Pacific Swift in four-way split

Pacific Swift, like this pacificus bird, may soon be split four ways. Photo: Robert Pudwill (commons.wikimedia.org).
Pacific Swift, like this pacificus bird, may soon be split four ways. Photo: Robert Pudwill (commons.wikimedia.org).

A thorough assessment of four Pacific Swift subspecies has found that they may deserve species status.

Four subspecies of Pacific Swift are generally recognised, and the species as it is known traditionally has a wide breeding distribution throughout the eastern Palearctic. It is a long distance migrant, wintering south to Indonesia and Australasia, and consequently is a rare vagrant to Britain, the last being seen at Kilnsea and Spurn, East Yorkshire, on 26 June 2008.   

Leader (2011) measured and assessed the plumage of 146 specimens of Pacific Swift from four different museums across Eurasia, as befits a species with pan-Palearctic records. The four forms were found to differ in wing and tail measurements, as well as the size and shape of their distinctive white rump patch, white throat patch, pale underpart fringes and the colour of the underwing coverts.

The new prospective species are as follows:

·         Pacific Swift Apus pacificus: cleaner white throat patch, a slightly longer tail fork and tail length, and the broadest rump patch by a margin; breeds from Siberia through to Japan, winters from Indonesia south and east to Tasmania (incorporating the subspecies A p pacificus and A p kurodae - other subspecies were found to be invalid).

·         Sàlim Ali's Swift A salimali: five to 10 mm longer tail but with similar wing length to A pacificus, throat patch forming a thin white strip half the width of the other three forms, thinnest at the bill end, and very little white to the underpart feathers; breeds at high altitude on the east Tibetan Plateau and west Sichuan, China, but its migratory range is unknown.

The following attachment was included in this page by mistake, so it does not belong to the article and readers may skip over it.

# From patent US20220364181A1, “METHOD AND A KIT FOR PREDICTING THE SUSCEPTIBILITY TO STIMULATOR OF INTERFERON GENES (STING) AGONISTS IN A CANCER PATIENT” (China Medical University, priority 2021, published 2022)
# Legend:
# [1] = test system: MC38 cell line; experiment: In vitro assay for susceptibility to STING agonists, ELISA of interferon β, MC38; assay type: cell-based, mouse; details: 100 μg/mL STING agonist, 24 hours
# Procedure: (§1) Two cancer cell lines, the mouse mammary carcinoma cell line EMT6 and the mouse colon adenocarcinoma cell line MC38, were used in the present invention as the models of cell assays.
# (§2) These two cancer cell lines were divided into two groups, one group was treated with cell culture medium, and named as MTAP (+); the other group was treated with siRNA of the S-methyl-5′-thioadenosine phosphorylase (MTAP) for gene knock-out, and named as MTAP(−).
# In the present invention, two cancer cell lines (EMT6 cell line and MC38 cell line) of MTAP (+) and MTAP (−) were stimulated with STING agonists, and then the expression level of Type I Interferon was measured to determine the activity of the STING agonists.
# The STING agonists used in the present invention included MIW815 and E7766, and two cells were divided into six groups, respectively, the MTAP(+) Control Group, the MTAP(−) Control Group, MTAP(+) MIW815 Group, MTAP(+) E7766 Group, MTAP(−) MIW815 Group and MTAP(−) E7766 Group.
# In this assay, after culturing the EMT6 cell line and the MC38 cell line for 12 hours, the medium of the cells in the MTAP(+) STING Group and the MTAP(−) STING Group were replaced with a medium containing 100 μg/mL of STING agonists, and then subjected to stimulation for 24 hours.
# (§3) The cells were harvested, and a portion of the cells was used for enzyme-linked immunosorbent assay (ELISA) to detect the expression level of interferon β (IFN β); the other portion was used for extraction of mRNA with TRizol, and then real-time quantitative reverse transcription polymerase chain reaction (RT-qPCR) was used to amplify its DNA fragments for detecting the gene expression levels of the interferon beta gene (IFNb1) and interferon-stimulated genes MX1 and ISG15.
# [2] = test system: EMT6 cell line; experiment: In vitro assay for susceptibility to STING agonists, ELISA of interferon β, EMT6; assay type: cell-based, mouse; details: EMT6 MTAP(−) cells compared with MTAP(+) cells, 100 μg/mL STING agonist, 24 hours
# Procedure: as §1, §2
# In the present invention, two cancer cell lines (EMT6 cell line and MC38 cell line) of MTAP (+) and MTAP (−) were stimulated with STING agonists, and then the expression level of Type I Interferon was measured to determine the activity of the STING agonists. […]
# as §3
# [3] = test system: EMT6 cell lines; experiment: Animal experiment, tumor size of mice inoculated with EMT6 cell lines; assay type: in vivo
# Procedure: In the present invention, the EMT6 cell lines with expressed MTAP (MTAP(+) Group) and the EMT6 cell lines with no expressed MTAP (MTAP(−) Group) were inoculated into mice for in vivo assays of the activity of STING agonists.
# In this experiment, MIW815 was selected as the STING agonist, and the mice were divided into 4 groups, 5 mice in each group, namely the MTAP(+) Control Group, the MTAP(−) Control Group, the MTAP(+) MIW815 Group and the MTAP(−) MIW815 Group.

·         Blyth's Swift A leuconyx: the smallest of the four forms, with the rump patch consistently narrow, brown-tinged crown and nape contrasting with the glossy black mantle, broad white thoat patch with black shaft streaks extending onto the upper breast, hardly any pale underpart fringing; mid- to high-altitude breeder across the Himalayan part of the Indian subcontinent into Bhutan and Nepal.  

·         Cook's Swift A cooki: shallowest tail fork, first primary the longest (the other three have P2 as the longest), narrow white rump patch with dark, club-shaped shaft streaking, overall black upper- and underpart-coloration (brownish tinge in the other three), broad well-defined fringes to the underpart feathers, throat patch off-white with broad black shaft streaks, black contrasting underwing coverts, and green iridescence to upperparts with some white fringed scapulars; restricted range in limestone caves in northern south-east Asia, and a short distance migrant to then south.

Though many of the differences are subtle, it is believed that even small differences in measurement are clearly adaptive and diagnostic in an almost totally aerial group of species like the Apodidae. Splitting is currently rife in the family, as it is predisposed to cryptic  forms owing to these morphological adaptations. Though the splits seem sound on this basis, and a small sample of vocal recordings appears to add weight to the taxonomic divisions, genetic analysis will be needed to add an extra layer of confidence to the findings. Clearly, European records are overwhelmingly likely to be A pacificus, but confirmation of this would be ideal.

Leader, P J. 2011. Taxonomy of the Pacific Swift Apus pacificus Latham, 1802, complex. Bulletin of the British Ornithologists' Club 131: 81-93.